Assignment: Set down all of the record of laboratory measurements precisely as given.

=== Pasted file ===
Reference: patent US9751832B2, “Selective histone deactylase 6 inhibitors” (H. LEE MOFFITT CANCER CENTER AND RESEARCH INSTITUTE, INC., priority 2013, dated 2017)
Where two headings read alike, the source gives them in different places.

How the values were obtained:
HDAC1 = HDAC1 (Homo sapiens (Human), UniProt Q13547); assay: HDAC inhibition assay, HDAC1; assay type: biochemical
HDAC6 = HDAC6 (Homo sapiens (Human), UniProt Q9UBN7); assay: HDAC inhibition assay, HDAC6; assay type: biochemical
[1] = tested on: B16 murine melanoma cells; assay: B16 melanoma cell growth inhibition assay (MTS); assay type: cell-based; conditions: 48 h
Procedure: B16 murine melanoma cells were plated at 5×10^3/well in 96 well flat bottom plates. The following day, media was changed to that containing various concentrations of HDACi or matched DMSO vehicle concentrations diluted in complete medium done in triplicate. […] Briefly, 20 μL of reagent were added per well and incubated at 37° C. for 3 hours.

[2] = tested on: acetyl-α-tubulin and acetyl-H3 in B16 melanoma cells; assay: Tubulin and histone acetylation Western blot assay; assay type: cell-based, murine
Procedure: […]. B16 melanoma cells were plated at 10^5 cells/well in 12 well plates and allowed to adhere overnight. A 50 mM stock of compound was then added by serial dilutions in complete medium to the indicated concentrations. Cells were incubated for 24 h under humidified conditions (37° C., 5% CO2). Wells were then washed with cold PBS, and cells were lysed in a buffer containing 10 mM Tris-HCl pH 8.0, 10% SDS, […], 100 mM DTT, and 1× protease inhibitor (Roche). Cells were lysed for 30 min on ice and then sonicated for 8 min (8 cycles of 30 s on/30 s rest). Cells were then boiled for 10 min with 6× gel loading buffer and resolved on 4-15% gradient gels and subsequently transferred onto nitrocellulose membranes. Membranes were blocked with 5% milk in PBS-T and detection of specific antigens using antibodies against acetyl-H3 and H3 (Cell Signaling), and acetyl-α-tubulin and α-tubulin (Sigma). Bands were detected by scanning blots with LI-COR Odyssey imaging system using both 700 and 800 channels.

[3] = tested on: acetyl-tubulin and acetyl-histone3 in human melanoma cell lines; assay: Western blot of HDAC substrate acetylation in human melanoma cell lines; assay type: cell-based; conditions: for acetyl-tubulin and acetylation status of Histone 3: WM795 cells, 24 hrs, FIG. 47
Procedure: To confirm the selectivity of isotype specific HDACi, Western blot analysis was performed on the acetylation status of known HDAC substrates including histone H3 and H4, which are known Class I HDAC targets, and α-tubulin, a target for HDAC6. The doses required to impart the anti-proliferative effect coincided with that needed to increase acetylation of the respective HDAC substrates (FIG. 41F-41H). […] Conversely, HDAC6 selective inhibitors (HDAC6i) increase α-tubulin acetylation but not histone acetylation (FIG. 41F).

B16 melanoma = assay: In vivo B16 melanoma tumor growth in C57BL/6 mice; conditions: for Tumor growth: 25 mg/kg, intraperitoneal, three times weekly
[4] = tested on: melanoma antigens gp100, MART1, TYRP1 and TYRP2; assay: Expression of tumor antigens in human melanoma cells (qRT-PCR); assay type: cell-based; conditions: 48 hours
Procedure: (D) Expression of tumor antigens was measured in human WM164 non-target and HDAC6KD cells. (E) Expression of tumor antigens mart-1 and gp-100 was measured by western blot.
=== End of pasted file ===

Reference: patent US9751832B2, “Selective histone deactylase 6 inhibitors” (H. LEE MOFFITT CANCER CENTER AND RESEARCH INSTITUTE, INC., priority 2013, dated 2017)
Where two headings read alike, the source gives them in different places.

How the values were obtained:
HDAC1 = HDAC1 (Homo sapiens (Human), UniProt Q13547); assay: HDAC inhibition assay, HDAC1; assay type: biochemical
HDAC6 = HDAC6 (Homo sapiens (Human), UniProt Q9UBN7); assay: HDAC inhibition assay, HDAC6; assay type: biochemical
[1] = tested on: B16 murine melanoma cells; assay: B16 melanoma cell growth inhibition assay (MTS); assay type: cell-based; conditions: 48 h
Procedure: B16 murine melanoma cells were plated at 5×10^3/well in 96 well flat bottom plates. The following day, media was changed to that containing various concentrations of HDACi or matched DMSO vehicle concentrations diluted in complete medium done in triplicate. […] Briefly, 20 μL of reagent were added per well and incubated at 37° C. for 3 hours.

[2] = tested on: acetyl-α-tubulin and acetyl-H3 in B16 melanoma cells; assay: Tubulin and histone acetylation Western blot assay; assay type: cell-based, murine
Procedure: […]. B16 melanoma cells were plated at 10^5 cells/well in 12 well plates and allowed to adhere overnight. A 50 mM stock of compound was then added by serial dilutions in complete medium to the indicated concentrations. Cells were incubated for 24 h under humidified conditions (37° C., 5% CO2). Wells were then washed with cold PBS, and cells were lysed in a buffer containing 10 mM Tris-HCl pH 8.0, 10% SDS, […], 100 mM DTT, and 1× protease inhibitor (Roche). Cells were lysed for 30 min on ice and then sonicated for 8 min (8 cycles of 30 s on/30 s rest). Cells were then boiled for 10 min with 6× gel loading buffer and resolved on 4-15% gradient gels and subsequently transferred onto nitrocellulose membranes. Membranes were blocked with 5% milk in PBS-T and detection of specific antigens using antibodies against acetyl-H3 and H3 (Cell Signaling), and acetyl-α-tubulin and α-tubulin (Sigma). Bands were detected by scanning blots with LI-COR Odyssey imaging system using both 700 and 800 channels.

[3] = tested on: acetyl-tubulin and acetyl-histone3 in human melanoma cell lines; assay: Western blot of HDAC substrate acetylation in human melanoma cell lines; assay type: cell-based; conditions: for acetyl-tubulin and acetylation status of Histone 3: WM795 cells, 24 hrs, FIG. 47
Procedure: To confirm the selectivity of isotype specific HDACi, Western blot analysis was performed on the acetylation status of known HDAC substrates including histone H3 and H4, which are known Class I HDAC targets, and α-tubulin, a target for HDAC6. The doses required to impart the anti-proliferative effect coincided with that needed to increase acetylation of the respective HDAC substrates (FIG. 41F-41H). […] Conversely, HDAC6 selective inhibitors (HDAC6i) increase α-tubulin acetylation but not histone acetylation (FIG. 41F).

B16 melanoma = assay: In vivo B16 melanoma tumor growth in C57BL/6 mice; conditions: for Tumor growth: 25 mg/kg, intraperitoneal, three times weekly
[4] = tested on: melanoma antigens gp100, MART1, TYRP1 and TYRP2; assay: Expression of tumor antigens in human melanoma cells (qRT-PCR); assay type: cell-based; conditions: 48 hours
Procedure: (D) Expression of tumor antigens was measured in human WM164 non-target and HDAC6KD cells. (E) Expression of tumor antigens mart-1 and gp-100 was measured by western blot.